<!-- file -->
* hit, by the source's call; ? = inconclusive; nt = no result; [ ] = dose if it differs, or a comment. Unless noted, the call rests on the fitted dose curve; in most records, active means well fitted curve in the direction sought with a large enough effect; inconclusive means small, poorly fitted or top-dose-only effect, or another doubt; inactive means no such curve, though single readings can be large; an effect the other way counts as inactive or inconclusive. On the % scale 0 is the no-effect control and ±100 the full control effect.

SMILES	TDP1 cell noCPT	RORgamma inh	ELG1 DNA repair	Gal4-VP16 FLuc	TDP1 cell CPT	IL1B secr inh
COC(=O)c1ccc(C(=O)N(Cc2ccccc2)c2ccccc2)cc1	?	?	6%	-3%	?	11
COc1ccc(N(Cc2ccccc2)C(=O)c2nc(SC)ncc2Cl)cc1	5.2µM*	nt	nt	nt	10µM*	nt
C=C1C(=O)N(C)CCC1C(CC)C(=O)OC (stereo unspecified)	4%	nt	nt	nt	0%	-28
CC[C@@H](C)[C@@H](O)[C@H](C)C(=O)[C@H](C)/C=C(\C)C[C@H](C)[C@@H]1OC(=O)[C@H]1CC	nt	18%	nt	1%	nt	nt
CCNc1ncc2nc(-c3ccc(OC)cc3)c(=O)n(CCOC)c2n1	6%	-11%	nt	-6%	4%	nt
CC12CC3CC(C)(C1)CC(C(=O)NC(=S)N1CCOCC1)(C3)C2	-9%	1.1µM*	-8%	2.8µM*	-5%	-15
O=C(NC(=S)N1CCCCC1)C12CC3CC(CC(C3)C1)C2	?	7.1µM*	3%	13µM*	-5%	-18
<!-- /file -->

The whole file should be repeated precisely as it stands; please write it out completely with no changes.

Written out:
* hit, by the source's call; ? = inconclusive; nt = no result; [ ] = dose if it differs, or a comment. Unless noted, the call rests on the fitted dose curve; in most records, active means well fitted curve in the direction sought with a large enough effect; inconclusive means small, poorly fitted or top-dose-only effect, or another doubt; inactive means no such curve, though single readings can be large; an effect the other way counts as inactive or inconclusive. On the % scale 0 is the no-effect control and ±100 the full control effect.

SMILES	TDP1 cell noCPT	RORgamma inh	ELG1 DNA repair	Gal4-VP16 FLuc	TDP1 cell CPT	IL1B secr inh
COC(=O)c1ccc(C(=O)N(Cc2ccccc2)c2ccccc2)cc1	?	?	6%	-3%	?	11
COc1ccc(N(Cc2ccccc2)C(=O)c2nc(SC)ncc2Cl)cc1	5.2µM*	nt	nt	nt	10µM*	nt
C=C1C(=O)N(C)CCC1C(CC)C(=O)OC (stereo unspecified)	4%	nt	nt	nt	0%	-28
CC[C@@H](C)[C@@H](O)[C@H](C)C(=O)[C@H](C)/C=C(\C)C[C@H](C)[C@@H]1OC(=O)[C@H]1CC	nt	18%	nt	1%	nt	nt
CCNc1ncc2nc(-c3ccc(OC)cc3)c(=O)n(CCOC)c2n1	6%	-11%	nt	-6%	4%	nt
CC12CC3CC(C)(C1)CC(C(=O)NC(=S)N1CCOCC1)(C3)C2	-9%	1.1µM*	-8%	2.8µM*	-5%	-15
O=C(NC(=S)N1CCCCC1)C12CC3CC(CC(C3)C1)C2	?	7.1µM*	3%	13µM*	-5%	-18